Francis Poulenc (1899-1963)

Concerto for organ, strings and timpani

Tempo Allegro -
Molto Agitato -
Tres Calme -
Tempo de l’Allegro –
Tempo Introduction –

Poulenc wrote the Organ Concerto in 1938, in the same year that Martinu wrote his double concerto. Born in 1899, Poulenc began studying the piano at the age of five with his mother. As a composer he was largely self taught. Later he was greatly encouraged by Eric Satie, who introduced him to the composers Honegger and Milhaud with whom he was later to make up 'Les Six'. Milhaud and Poulenc both travelled to Vienna in 1921 to meet Schoenberg. During the war Poulenc remained in France protesting through his compositions, such as the Violin Sonata, which was dedicated to the assassinated Lorca. He also set to music works by the poets Aragon and Eduard. Later in life he supported the classical Stravinsky circle so bitterly opposed by supporters of Messiaen. Shortly before the composition of the Organ Concerto, Poulenc's composing matured noticeably. It is said that this was due to the tragic death of a close friend in a car accident.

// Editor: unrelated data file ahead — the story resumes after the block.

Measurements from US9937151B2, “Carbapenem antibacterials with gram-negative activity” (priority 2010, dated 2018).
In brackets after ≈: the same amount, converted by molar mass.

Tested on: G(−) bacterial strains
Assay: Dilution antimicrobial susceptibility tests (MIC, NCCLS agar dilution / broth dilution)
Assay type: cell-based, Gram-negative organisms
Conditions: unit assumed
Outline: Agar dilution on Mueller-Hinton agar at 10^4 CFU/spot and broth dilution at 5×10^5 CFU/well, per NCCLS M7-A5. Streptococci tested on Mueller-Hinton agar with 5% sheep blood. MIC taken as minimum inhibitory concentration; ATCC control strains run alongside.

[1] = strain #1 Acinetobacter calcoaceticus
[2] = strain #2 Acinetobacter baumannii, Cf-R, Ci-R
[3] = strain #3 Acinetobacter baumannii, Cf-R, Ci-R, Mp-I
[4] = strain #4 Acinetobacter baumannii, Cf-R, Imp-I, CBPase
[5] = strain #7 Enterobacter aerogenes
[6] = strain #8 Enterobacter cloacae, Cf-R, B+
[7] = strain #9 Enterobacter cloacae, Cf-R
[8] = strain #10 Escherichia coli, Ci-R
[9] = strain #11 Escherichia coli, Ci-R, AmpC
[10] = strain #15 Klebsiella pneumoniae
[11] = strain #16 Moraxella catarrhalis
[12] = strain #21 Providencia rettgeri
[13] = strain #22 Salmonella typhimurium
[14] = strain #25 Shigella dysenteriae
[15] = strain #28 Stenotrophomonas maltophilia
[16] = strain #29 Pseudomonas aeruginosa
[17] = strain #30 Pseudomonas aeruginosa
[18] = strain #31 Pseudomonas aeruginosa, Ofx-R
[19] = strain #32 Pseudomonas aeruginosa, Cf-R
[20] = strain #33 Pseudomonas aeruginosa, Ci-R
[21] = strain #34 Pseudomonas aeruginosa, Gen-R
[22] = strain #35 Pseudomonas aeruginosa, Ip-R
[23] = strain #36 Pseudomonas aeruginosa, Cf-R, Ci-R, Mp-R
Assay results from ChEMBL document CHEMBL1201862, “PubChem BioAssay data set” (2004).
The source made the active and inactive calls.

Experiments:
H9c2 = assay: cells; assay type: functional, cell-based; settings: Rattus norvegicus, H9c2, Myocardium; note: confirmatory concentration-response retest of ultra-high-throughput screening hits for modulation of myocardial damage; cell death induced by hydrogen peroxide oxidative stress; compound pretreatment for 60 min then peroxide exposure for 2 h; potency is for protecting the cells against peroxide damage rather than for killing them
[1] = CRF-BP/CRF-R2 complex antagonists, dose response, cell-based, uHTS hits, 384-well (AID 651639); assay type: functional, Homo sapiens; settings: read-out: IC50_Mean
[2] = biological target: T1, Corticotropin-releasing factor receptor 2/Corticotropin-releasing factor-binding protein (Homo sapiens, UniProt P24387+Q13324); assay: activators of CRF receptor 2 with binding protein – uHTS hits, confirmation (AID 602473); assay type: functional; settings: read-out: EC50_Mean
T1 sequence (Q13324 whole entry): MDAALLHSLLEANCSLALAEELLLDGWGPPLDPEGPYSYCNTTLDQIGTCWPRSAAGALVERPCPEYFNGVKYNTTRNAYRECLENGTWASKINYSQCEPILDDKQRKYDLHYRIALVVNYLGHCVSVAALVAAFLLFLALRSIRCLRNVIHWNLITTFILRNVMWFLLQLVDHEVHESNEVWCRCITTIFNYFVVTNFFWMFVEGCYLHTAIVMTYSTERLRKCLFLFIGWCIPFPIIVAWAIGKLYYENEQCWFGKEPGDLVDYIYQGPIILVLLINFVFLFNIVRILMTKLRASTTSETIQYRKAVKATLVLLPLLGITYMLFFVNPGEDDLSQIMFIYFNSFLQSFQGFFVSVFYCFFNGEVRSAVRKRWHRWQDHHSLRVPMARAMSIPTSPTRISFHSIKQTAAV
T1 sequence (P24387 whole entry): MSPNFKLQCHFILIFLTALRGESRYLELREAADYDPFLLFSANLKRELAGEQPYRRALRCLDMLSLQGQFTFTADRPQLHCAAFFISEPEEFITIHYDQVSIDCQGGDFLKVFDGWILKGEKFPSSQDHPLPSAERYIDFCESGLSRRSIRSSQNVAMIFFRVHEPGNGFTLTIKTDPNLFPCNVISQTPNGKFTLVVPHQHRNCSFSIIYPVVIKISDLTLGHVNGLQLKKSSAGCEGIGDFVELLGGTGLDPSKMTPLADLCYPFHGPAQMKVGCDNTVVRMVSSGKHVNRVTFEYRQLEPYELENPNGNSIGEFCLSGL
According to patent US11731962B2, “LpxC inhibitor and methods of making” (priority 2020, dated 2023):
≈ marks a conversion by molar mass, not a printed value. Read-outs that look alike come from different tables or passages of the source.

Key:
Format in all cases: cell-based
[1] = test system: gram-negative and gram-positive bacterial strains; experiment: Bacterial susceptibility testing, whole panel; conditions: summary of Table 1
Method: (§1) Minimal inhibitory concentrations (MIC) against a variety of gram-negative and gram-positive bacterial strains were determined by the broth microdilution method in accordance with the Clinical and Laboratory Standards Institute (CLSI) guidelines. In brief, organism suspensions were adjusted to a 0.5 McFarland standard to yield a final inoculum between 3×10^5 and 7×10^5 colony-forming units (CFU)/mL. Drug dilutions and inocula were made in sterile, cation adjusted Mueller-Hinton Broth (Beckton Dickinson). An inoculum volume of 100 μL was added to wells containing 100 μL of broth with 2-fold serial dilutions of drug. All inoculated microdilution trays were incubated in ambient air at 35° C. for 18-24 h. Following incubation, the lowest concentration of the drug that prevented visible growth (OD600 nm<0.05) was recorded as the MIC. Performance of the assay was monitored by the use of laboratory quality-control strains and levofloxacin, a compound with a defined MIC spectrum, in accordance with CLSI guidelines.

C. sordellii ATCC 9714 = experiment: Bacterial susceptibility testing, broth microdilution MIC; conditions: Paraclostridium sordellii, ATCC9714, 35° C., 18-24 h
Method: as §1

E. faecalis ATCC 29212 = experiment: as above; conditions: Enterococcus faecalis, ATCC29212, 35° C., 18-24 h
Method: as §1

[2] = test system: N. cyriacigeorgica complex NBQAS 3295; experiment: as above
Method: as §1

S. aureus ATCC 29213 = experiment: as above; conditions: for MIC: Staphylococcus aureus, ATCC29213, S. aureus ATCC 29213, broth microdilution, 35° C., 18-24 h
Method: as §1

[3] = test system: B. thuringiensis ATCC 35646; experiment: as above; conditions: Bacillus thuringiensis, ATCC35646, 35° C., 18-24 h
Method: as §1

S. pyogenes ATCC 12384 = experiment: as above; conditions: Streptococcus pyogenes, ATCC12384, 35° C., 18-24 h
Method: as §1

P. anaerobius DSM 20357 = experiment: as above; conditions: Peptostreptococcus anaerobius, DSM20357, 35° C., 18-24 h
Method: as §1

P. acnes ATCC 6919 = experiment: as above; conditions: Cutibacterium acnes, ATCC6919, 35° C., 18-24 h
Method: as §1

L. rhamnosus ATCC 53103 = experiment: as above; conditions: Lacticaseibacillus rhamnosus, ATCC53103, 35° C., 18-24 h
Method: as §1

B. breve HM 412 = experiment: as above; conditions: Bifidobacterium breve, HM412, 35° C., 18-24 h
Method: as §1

The Organ concerto is made up of one loosely created movement. It is one of Poulenc's finest works. Whilst the string writing in the slower section is reminiscent of his opera The dialogues of the Carmelites, the work is at turns dramatic, tragic and even violent throughout the movement, which is divided to several sections. The tragedy, which lies beneath passages, which are marked allegro giocoso, led one critic to compare the work with the performance of a great sad clown. Poulenc uses strings deliberately as he believed the combination of woodwinds and organ to be "tonal pleonasm". Poulenc himself placed the Organ Concerto "on the outskirts" of his religious music. The work was given its premiere in Paris in 1939 with Duruflé as a soloist.

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